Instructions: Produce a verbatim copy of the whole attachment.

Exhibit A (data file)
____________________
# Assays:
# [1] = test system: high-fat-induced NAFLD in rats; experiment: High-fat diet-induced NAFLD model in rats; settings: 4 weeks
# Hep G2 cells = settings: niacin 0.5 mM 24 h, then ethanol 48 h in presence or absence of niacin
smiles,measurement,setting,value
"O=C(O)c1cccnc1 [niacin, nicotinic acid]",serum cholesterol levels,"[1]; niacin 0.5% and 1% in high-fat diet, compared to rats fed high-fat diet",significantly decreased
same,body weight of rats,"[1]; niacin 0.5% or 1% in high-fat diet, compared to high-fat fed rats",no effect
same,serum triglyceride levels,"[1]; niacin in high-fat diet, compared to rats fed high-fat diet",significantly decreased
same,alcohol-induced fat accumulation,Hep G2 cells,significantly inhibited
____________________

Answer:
# Assays:
# [1] = test system: high-fat-induced NAFLD in rats; experiment: High-fat diet-induced NAFLD model in rats; settings: 4 weeks
# Hep G2 cells = settings: niacin 0.5 mM 24 h, then ethanol 48 h in presence or absence of niacin
smiles,measurement,setting,value
"O=C(O)c1cccnc1 [niacin, nicotinic acid]",serum cholesterol levels,"[1]; niacin 0.5% and 1% in high-fat diet, compared to rats fed high-fat diet",significantly decreased
same,body weight of rats,"[1]; niacin 0.5% or 1% in high-fat diet, compared to high-fat fed rats",no effect
same,serum triglyceride levels,"[1]; niacin in high-fat diet, compared to rats fed high-fat diet",significantly decreased
same,alcohol-induced fat accumulation,Hep G2 cells,significantly inhibited